This building was first constructed in 1912 on reclaimed land. That is incredible considering the building is now in the middle of Central, which goes to show how much of Hong Kong island’s buildings are on reclaimed land. The building was originally built to house the Supreme Court but since 1985 has served as the home to the city’s Legislative Council. The memorial in front of the building is in honor of the people who died during World War II which saw the city occupied by the Japanese.

Hong Kong has lots of famous buildings but the Bank of China Tower in the middle of Central Hong Kong is definitely one of the most recognizable:

Picture from Central Hong Kong

Picture from Central Hong Kong

The inside of the building was quite nice and not all that busy:

Picture from Central Hong Kong

The place was decorated for the Olympics that were going on during our stay in Hong Kong.  The people in Hong Korea were quite excited about hosting the games:

Picture from Central Hong Kong

The Bank of China Tower has a special elevator that takes visitors to an observation platform to get some great views of the city. Using the elevator is free and really anyone visiting Hong Kong should check it out. From the observation platform the building that stood out more then any other was of course the “Big Erection”:

Picture from Central Hong Kong

The Bank of China Building as well as the Legislative Council Building are directly below the viewing platform:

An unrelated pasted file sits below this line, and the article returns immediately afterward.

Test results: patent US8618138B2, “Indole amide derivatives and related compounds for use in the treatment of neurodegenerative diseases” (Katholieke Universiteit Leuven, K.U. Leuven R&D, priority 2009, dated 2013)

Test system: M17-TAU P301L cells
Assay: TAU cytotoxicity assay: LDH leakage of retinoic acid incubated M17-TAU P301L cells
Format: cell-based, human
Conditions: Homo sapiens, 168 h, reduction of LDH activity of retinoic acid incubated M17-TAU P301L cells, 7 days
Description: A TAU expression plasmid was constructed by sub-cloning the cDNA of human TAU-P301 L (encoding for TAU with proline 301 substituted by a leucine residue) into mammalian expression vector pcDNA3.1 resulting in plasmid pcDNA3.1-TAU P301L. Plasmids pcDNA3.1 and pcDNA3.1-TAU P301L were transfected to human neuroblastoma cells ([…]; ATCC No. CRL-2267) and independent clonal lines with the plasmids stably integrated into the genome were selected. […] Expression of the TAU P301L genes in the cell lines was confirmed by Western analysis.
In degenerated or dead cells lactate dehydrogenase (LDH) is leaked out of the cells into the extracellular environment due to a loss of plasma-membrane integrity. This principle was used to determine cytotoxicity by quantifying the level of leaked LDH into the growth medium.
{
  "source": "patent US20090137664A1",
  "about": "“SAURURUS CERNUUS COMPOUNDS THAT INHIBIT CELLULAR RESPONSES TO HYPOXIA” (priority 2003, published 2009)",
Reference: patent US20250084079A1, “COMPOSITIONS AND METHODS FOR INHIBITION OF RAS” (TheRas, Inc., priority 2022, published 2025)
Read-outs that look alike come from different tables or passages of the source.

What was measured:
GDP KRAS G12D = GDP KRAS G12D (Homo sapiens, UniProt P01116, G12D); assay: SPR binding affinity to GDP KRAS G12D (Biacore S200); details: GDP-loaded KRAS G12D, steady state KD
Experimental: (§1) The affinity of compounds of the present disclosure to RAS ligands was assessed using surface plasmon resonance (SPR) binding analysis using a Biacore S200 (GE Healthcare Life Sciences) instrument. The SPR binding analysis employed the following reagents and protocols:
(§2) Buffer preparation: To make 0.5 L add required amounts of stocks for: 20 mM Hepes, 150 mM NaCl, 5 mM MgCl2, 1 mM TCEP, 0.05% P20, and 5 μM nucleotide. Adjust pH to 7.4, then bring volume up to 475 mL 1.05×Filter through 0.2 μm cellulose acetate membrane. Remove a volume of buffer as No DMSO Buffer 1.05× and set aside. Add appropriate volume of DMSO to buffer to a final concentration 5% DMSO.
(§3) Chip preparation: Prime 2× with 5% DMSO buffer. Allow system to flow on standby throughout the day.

Picture from Central Hong Kong

This picture provides a good view of how much the Bank of China Building has been out grown by all its neighboring buildings since it gave up its title as the tallest building in Hong Kong in 1966. The picture also gives some perspective of how much land has been reclaimed over the years in Hong Kong considering the Legislative Council Building was originally built on reclaimed land.

The edge of this reclaimed can be seen where the ferry boats leave from Star Ferry Pier:

Picture from Central Hong Kong

As can be seen in the picture the reclaiming of land in Hong Kong continues. It makes me wonder if one day we will see Hong Kong island connected to the mainland if so much reclamation of land continues? Across Victoria Harbor the skyline of the Kowloon peninsula could be seen:

Picture from Central Hong Kong

There were plenty of cruise boats I could see at anchor in the harbor but the boats I saw more then any other were these old looking Chinese junks cruising across the harbor:

Picture from Central Hong Kong

Some other buildings of interest that I could see from the lookout was the British Government House:

Picture from Central Hong Kong

Back during the British colonial days this is where the chief British executive of Hong Kong lived. The building was first constructed in 1855 but was remodeled during the Japanese occupation during World War II which is why the building does not currently look like neo-classical British architecture.

St. John’s Cathedral however is pure British architecture:

Picture from Central Hong Kong

This building is the oldest church in the Far East with it first being constructed in 1849. After seeing the cathedral from above we decided after exiting the observation deck that we would next head over to this historic building.

Next Posting: Central Hong Kong – Part 2